3 Cutting-Edge Cancer-Fighting Tools

Lab technician's gloved hands working with blood samples

Last fall, providers from across the country gathered at the University of Vermont Cancer Center’s Women’s Health and Cancer Conference to hear from a panel of experts on the newest groundbreaking techniques in cancer diagnosis and treatment.

These innovative approaches, based on molecular engineering and artificial intelligence, offer providers and patients new tools to treat and prevent cancer. Hope is on the horizon for those who have had cancer in the past or have been recently diagnosed, as well as those facing an increased risk of cancer.

Here are the top three advances in cancer treatment everyone should know about:

1.  T-cell Therapy: Turns cells into ‘personalized cancer-killing machines’

Starting in February, the UVM Cancer Center will offer a novel, highly effective form of cancer treatment called CAR T-cell therapy. UVM Cancer Center will be the only health care institution in Vermont and northern New York to provide this treatment.  

CAR (chimeric antigen receptor) T-cell therapy, or CART as it is known, is a promising treatment that harnesses the power of the body’s own immune system to target cancer cells. Normally, our T cells attack foreign invaders, from cold viruses to cancer, fighting off infections that could make us sick. With the help of our T cells, the body is able to kill off many kinds of cancers on its own before they become established; the diagnosable cancers are the ones that have evaded the immune system.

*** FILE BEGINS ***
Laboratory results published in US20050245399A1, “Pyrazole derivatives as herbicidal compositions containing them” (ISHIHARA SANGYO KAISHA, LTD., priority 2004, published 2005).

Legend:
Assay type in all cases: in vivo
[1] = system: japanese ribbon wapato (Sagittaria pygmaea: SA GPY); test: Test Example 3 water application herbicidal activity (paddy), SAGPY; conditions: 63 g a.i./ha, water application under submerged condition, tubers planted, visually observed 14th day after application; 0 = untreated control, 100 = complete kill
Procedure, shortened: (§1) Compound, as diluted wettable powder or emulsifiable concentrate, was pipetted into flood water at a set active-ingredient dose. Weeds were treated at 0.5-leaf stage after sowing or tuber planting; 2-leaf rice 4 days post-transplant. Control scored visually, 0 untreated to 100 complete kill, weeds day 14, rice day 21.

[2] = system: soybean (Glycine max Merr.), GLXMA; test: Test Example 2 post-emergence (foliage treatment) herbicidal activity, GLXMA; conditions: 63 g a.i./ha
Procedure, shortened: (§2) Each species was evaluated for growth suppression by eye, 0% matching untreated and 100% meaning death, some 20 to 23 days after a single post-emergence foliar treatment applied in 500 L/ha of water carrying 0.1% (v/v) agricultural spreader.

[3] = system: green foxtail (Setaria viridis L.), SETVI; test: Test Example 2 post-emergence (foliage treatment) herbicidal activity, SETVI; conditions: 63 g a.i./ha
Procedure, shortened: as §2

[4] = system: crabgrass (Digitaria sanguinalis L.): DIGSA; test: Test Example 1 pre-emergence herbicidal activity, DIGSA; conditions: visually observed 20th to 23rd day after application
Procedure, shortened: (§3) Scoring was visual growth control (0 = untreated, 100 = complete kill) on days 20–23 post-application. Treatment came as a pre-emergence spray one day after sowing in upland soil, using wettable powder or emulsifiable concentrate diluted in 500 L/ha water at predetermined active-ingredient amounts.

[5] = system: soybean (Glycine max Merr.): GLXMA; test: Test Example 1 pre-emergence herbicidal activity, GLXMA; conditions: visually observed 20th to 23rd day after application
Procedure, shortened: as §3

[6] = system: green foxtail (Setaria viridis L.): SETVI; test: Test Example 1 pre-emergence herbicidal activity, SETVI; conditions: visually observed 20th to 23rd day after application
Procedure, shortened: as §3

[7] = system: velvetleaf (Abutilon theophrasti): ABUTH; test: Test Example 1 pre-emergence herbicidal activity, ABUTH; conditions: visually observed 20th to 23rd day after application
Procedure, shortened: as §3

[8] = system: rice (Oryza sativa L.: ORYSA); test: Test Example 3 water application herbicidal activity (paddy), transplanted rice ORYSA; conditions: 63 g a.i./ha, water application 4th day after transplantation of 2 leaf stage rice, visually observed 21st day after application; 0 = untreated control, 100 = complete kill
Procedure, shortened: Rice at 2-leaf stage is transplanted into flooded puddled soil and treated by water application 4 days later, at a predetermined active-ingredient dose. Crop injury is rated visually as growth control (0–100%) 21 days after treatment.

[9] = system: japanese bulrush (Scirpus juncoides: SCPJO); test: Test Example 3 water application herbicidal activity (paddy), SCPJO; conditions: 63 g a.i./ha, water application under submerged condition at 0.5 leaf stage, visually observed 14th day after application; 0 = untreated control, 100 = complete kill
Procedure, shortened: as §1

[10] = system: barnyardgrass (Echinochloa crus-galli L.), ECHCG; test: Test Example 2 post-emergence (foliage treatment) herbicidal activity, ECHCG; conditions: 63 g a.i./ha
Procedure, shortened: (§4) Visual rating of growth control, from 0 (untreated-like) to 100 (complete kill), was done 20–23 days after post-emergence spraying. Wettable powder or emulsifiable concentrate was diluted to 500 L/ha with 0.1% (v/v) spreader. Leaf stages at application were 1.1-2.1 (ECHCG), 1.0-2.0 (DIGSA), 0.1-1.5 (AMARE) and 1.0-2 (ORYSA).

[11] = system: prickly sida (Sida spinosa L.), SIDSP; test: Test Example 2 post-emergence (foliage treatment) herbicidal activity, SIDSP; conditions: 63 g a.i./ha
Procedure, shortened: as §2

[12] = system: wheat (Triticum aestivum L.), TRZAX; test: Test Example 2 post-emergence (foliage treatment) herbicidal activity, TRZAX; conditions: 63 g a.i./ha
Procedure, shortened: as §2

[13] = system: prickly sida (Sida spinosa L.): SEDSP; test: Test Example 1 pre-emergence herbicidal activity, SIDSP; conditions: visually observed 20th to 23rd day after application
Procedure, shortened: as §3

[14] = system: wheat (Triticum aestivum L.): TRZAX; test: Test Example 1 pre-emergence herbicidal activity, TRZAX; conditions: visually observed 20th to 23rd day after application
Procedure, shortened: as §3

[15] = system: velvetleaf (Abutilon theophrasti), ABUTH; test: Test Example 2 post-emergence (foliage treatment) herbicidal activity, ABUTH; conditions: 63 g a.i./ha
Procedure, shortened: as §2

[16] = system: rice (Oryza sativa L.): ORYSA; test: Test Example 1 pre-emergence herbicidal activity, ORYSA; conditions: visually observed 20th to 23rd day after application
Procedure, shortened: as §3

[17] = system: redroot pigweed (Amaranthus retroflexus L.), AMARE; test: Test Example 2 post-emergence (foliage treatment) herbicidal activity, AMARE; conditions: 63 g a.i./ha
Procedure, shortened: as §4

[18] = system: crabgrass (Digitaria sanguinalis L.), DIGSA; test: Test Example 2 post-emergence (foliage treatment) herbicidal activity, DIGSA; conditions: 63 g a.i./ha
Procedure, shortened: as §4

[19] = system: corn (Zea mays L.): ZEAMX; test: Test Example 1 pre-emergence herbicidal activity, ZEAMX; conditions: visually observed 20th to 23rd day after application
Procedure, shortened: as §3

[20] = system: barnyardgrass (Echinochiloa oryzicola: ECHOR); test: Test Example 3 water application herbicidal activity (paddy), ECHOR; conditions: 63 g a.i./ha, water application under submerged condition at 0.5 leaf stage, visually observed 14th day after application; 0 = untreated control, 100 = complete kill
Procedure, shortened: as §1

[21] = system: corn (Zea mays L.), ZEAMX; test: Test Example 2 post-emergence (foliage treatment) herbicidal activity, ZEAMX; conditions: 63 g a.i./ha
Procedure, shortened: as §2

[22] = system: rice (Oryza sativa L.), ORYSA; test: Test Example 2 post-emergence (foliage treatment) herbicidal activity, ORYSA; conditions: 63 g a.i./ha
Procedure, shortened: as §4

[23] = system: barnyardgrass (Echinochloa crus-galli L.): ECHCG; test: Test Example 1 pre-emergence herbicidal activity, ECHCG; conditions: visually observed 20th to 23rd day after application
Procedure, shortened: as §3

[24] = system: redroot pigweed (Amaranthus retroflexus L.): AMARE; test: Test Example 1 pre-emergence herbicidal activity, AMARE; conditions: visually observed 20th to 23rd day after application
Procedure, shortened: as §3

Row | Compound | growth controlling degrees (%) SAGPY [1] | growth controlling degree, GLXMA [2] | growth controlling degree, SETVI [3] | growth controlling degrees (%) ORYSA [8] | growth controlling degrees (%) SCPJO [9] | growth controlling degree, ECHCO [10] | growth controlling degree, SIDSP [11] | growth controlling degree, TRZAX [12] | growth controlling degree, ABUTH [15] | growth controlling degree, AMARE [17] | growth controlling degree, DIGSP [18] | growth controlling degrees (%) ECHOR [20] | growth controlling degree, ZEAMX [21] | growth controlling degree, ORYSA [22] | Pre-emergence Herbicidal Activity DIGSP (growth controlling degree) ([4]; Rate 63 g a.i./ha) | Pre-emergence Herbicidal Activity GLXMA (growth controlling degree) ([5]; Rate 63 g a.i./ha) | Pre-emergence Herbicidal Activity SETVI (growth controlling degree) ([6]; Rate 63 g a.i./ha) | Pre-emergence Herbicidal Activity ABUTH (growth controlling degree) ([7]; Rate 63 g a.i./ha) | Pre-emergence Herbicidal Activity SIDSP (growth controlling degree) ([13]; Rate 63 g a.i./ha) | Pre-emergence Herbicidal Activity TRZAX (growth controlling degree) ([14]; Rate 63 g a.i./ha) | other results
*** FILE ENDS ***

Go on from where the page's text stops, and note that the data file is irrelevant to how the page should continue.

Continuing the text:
But maybe not for much longer.

CAR T-cell therapy re-engineers a patient’s own T cells to recognize a specific cancer, turning the re-programmed T cells into personalized cancer-killing machines.

Currently used to treat lymphomas, leukemia, and myelomas, this leading-edge therapy gives patients another option when chemotherapy or other current treatments fail. The therapy offers great promise for someday treating patients with breast, prostate and other types of cancers.

“It’s unlike any other therapy that’s ever been given before,” says James Gerson, MD, a hematologist and medical oncologist at the UVM Medical Center who joined the UVM Cancer Center in September and will launch a CAR T-Cell program for patients in 2023. “This therapy is a living, breathing treatment that goes back into the patient and lives with them for years. It’s exciting to be starting a new CAR T-cell program here at UVM, and to offer this therapy to patients in the area.”

2.  AI-Powered Breast Cancer Diagnosis

For every 1,000 women who receive a mammogram, typically 100 women are called back for further imaging. Then, of those 100 women, approximately 25 undergo a biopsy, five of whom are ultimately diagnosed with invasive cancer.

The question is, how can we improve upon that ‘narrowing-down’ process to better serve women who are at highest risk and avoid unnecessary biopsies?

The answer may be found in AI, or artificial intelligence.

According to John Shepherd, PhD, interim deputy director and chief scientific officer of the University of Hawaii Cancer Center, AI is a “learning algorithm” that is capable of processing far more information than humans. For example, the human eye can distinguish 256 shades of gray under the best conditions, while an AI-powered algorithm can see 65,000 shades of gray. “So, if you’re looking at a medical image, the algorithm brings 65,000 levels of discernment, while we have, at most, 256,” Shepherd explains.